Upgrade to Python 2.7 on gentoo

Gentoo has unmask the python:2.7.1 x86 package days ago. Although I compile and install it successfully, there still some tricky points should be noted. After installing the python:2.7 successfully, what we should do are:

1. Change to the current python version with eselect

# eselect python set python2.7

2. Run the python-updater for broken libraries

# python-updater

After procedures, most packages which depended to python:2.6 will be re-emerge and linking to python:2.7. But if you run it many times, you will notice there still a package – sys-libs/tdb:0, always exists. The problem may due to its ebuild file’s dependency:

PYTHON_DEPEND="python? 2:2.6"

But it’s easy to solve, just to remove python:2.6 and rebuild it.

3. Run clean-up and check for rebuilding broken dependencies

1
2
# emerge --depclean
# revdep-rebuild

(But I think it is no work for the dependencies, so I re-run the python-updater.)

4. Re-run the python-updater

# python-updater

5. Finally, all the dependencies clean. And my box works fine. If you encounter this problem, enjoy it.

Note for IPV6 support for DNS and SMTP

For the ipv6 test, I’ve lost some check. To support all ipv6 services, here I list some note for the configuration.

1. Postfix:

Add inet_protocols = all to main.cf. For security, adding your ipv6 networks to mynetworks if needed.

2. BIND

Change the listen setting of ipv6 as: listen-on-v6 { ::1; }; in named.conf. And to add a ipv6 reserve zone configuration for your domains.

3. This note will be updated if I try other services successfully.

Add SSL support for ssmtp, imaps, pop3s, https, ftp

OS: Gentoo Linux

Services: WEB(lighttpd), SMTP(postfix), IMAP/POP3(courier-imap), ftp (Proftpd)

1. To generate your own certification file, referenced given by Apache2/SSL Certificates, the steps are similar.

And I am using verification by CACert.org (because it is free, although limited browser acceptance it). For example, using the command to generate a csr file:

$ openssl req -nodes -new -keyout private.key -out server.csr

and then submit it to CA to get the crt file for your request.

Note: After certification, there will be some files, such as root.crt from cacert, a crt file for your server from cacert. And then merge the key file and the crt file to a pem file by:

$ cat {server crt file} {server key file} > {server pem file}

Till now, we finished the preparation.

2. For lighttpd (https): reference from Howto: Linux Lighttpd SSL (Secure Server Layer) Https Configuration And Installation, the Step #4.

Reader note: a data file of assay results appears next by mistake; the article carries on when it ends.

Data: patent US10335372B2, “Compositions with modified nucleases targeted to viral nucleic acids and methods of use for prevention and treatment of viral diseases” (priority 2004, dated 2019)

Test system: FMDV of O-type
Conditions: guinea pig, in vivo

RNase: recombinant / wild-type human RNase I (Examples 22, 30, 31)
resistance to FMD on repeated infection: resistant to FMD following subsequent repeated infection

All we need just to add a section for ssl port (443) and setup the cert files. For example:

$SERVER["socket"] == "[::]:443" {
 ssl.engine    = "enable"
 ssl.pemfile   = "{location for server pem file}"
 ssl.ca-file   = "{location for cacert crt file}"
}

3. For Postfix (smtps): reference from Virtual Mailhosting System with Postfix Guide on the Code Listing 6-1. What we need is to setup as for example:

smtp_use_tls = yes
smtpd_use_tls = yes
smtp_tls_note_starttls_offer = yes

smtpd_tls_key_file = {location for server key file}
smtpd_tls_cert_file = {location for server crt file}
smtpd_tls_CAfile = {location for cacert crt file}

4. For courier-imap (imaps, pop3s): referenced given by Courier IMAP SSL Server Certificate Installtion and Configuration.

At imapd-ssl and pop3d-ssl configuration file, we need to modify the two strings:

TLS_CERTFILE={location for server pem file}
TLS_TRUSTCERTS={location for cacert crt file}

5. Proftpd (secure ftp): referenced from FTP and SSL/TLS.
To add the settings in configuration file:

TLSEngine on
...
TLSRSACertificateFile {location for server crt file}
TLSRSACertificateKeyFile {location for server key file}

6. Finally, almost all services are support the SSL protocol. You can verify the settings via openssl’s tool:

$ openssl s_client -connect {server ip}:{server port}

For example: 465 (ssmtp), 993 (imaps), 995 (pop3s). Enjoy it.

Some tricky points when using Google App Engine with Eclipse and pydev

Last semester, my term project is to build a site using Google App Engine. As my work environment are all Linux, my choice of IDE is Eclipse directly. For fast develop and deploy, I list some tricky points I encounter when set up the environment. May this help for the newbie like me.

This article will hide much more install details which let reader self to search because it is easy.